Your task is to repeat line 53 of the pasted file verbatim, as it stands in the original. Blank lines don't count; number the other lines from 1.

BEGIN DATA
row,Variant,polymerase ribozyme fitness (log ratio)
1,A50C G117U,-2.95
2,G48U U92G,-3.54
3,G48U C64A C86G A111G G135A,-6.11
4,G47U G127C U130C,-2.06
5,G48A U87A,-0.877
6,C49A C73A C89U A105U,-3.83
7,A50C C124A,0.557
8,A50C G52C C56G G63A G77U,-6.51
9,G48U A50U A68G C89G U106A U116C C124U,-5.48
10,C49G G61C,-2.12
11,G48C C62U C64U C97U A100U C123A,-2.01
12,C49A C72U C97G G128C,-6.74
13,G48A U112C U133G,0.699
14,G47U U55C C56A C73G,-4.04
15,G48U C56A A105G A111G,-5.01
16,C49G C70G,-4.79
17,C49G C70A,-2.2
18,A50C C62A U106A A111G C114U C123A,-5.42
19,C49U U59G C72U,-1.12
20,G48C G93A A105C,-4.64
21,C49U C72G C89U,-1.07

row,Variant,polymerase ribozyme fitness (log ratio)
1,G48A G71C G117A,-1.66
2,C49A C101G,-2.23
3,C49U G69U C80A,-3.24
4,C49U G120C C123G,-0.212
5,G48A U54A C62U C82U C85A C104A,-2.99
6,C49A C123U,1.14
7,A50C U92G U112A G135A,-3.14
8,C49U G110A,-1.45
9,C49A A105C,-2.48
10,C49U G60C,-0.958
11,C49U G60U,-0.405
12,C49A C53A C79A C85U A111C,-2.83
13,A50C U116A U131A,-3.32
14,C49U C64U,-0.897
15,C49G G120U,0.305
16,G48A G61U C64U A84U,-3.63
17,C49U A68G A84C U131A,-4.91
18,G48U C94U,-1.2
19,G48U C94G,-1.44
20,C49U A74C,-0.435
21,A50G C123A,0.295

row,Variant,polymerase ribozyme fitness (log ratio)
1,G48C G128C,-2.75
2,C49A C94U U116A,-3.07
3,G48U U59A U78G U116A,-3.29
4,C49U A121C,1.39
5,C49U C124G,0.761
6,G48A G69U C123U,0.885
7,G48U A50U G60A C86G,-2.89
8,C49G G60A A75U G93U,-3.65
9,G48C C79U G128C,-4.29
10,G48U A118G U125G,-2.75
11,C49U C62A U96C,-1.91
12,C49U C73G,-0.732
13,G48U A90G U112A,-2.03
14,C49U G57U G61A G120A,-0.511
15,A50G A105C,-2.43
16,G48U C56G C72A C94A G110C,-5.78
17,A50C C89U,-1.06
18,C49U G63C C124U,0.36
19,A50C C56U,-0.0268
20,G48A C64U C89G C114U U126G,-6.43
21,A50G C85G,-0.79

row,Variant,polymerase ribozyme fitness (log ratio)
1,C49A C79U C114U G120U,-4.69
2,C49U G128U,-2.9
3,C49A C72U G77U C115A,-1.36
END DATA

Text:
8,C49G G60A A75U G93U,-3.65